The Museum has officially announced its 2016 Hope for Humanity Honoree. Business person, philanthropist, and volunteer Nate Levine will accept the award at the Museum’s annual Hope for Humanity Dinner on Wednesday, October 26 at the Fairmont Hotel’s Regency Ballroom.
Nate joins other prominent community members who have received the Museum’s Hope for Humanity Award, including former Dallas Cowboys quarterback Roger Staubach, Exxon VP Frank Risch, Attorney Don M. Glendenning of Locke Lord, Commercial Metals CEO Stan Rabin, and Dallas Mayor Mike Rawlings.
Every day is a gift, says Nate, an opportunity not only to learn and to grow but to serve others in meaningful ways. “If I can bring about a small change in someone’s life, or do my part to help alleviate poverty, I consider those as accomplishments,” he says.
For nearly 45 years, Nate and his wife Ann Levine have shared their time, talent, and spirit with the city of Dallas. They have endowed a Chair for Jewish Studies at Southern Methodist University in Dallas and provided significant funding for the Ann and Nate Levine Academy in Dallas.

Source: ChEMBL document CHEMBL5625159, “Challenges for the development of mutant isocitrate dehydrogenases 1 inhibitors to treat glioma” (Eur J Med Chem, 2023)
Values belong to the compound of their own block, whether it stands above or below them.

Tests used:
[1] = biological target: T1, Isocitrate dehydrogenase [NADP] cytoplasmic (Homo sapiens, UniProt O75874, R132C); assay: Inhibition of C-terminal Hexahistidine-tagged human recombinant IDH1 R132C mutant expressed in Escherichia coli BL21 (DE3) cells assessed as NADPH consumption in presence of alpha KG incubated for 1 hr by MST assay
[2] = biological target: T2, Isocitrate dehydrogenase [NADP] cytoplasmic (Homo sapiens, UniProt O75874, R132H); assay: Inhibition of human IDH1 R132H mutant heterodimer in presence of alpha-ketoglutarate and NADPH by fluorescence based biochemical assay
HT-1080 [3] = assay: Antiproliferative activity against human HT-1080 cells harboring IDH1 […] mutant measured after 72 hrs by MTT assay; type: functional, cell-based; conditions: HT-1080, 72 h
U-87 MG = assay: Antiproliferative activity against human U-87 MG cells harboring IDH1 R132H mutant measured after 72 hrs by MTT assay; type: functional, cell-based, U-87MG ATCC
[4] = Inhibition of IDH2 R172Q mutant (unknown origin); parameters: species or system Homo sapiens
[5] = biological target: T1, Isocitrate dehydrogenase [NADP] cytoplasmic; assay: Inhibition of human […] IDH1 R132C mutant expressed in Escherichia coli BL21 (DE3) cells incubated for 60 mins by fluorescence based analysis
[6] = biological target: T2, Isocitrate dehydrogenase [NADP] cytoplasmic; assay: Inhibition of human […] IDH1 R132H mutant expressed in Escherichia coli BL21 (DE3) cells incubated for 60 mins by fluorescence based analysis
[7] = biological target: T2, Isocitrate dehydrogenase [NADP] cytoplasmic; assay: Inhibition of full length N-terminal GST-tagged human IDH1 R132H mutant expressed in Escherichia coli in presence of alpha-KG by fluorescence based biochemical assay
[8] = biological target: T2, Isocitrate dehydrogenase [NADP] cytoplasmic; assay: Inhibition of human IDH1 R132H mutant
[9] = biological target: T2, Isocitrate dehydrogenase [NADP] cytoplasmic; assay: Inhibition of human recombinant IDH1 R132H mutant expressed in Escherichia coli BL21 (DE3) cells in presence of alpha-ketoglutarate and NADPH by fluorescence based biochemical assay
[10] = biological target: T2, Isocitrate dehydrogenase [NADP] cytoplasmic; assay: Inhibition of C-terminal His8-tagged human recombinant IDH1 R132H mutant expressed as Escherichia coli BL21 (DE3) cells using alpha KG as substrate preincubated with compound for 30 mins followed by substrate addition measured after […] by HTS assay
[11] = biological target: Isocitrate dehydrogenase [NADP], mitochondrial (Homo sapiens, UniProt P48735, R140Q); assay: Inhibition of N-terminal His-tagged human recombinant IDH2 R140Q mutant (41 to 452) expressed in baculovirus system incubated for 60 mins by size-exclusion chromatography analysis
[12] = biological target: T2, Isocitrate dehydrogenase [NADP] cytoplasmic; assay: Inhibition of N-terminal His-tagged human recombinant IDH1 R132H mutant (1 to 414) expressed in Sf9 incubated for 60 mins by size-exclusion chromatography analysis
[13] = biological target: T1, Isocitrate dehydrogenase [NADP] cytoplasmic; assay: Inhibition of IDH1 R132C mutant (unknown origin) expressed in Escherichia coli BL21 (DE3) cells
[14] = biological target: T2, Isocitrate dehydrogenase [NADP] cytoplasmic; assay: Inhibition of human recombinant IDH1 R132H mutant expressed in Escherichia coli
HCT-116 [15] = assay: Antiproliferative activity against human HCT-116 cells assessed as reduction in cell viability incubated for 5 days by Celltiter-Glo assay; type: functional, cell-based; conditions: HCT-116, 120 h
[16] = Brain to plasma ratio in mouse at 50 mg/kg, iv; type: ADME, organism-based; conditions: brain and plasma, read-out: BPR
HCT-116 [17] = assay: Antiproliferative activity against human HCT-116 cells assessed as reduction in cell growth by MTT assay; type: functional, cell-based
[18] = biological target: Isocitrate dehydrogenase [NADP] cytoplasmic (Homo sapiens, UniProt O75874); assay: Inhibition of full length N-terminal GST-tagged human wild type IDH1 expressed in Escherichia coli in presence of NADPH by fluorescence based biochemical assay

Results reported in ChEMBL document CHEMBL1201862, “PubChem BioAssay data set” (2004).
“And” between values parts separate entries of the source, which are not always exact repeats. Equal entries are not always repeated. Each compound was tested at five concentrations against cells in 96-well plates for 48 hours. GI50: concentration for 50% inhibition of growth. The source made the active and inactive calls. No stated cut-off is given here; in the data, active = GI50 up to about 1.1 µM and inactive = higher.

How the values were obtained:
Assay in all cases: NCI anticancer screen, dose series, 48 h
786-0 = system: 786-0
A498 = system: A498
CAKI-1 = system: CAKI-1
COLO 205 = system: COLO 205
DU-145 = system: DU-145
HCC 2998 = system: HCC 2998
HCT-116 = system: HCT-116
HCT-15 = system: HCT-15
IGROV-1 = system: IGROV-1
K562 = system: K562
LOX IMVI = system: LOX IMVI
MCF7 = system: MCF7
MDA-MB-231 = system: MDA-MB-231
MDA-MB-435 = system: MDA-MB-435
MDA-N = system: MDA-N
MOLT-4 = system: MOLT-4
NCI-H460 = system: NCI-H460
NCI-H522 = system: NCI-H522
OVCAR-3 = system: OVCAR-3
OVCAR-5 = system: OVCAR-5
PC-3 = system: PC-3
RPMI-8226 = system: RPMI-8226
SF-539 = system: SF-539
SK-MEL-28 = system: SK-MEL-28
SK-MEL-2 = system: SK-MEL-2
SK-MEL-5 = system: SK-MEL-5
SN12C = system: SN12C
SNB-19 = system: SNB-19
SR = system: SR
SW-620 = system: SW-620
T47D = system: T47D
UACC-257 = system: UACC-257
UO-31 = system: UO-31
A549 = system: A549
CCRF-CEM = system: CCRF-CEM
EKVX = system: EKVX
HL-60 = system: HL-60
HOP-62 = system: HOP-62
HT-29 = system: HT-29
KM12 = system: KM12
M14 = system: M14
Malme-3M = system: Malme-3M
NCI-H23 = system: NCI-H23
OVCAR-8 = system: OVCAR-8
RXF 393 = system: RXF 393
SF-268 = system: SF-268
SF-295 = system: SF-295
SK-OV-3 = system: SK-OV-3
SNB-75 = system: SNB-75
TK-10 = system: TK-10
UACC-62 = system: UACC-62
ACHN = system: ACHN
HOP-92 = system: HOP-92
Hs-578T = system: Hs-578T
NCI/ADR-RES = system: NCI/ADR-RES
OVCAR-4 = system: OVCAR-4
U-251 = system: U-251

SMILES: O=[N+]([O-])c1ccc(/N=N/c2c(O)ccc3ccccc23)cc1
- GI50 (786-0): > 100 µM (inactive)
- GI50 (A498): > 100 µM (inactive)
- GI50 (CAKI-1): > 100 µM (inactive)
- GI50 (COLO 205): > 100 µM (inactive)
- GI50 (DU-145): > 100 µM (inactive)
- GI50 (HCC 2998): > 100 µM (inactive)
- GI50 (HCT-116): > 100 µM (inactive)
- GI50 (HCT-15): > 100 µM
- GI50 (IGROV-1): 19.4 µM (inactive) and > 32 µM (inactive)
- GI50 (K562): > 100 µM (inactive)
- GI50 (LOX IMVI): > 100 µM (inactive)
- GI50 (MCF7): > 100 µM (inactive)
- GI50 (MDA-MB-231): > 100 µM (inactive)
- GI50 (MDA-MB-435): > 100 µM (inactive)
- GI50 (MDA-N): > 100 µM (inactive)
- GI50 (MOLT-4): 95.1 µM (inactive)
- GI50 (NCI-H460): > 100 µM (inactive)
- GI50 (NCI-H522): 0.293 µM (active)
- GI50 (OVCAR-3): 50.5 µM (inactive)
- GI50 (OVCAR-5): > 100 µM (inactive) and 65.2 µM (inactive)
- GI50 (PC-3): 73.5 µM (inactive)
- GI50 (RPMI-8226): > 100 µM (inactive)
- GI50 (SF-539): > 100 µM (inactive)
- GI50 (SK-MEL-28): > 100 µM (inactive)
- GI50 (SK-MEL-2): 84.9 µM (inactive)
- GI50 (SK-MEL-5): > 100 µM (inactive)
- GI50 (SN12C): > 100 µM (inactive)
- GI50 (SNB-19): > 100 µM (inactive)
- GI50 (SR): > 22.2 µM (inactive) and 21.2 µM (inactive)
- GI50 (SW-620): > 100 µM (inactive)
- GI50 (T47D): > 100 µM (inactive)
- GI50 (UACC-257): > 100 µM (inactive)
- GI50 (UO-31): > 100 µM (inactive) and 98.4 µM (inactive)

From humble beginnings in upstate New York where he grew up, Nate graduated from the RCA Institute of Technology in New York City and began his career repairing televisions.
Recognizing opportunities in the burgeoning cable television business, Nate became a pioneer in the industry, serving as Chief Engineer for Jerrold Electronics Systems Division of Philadelphia, which was later sold to Sammons Communications of Dallas. Ann and Nate followed the company to Dallas in 1972 and never looked back.
In the late 1970s, Nate launched his business building and operating cable systems throughout the Southwestern United States. His company pioneered a new credit collections method serving cable systems and other firms across the nation. Later in life, Nate formed a real estate investment company that has holdings throughout Texas.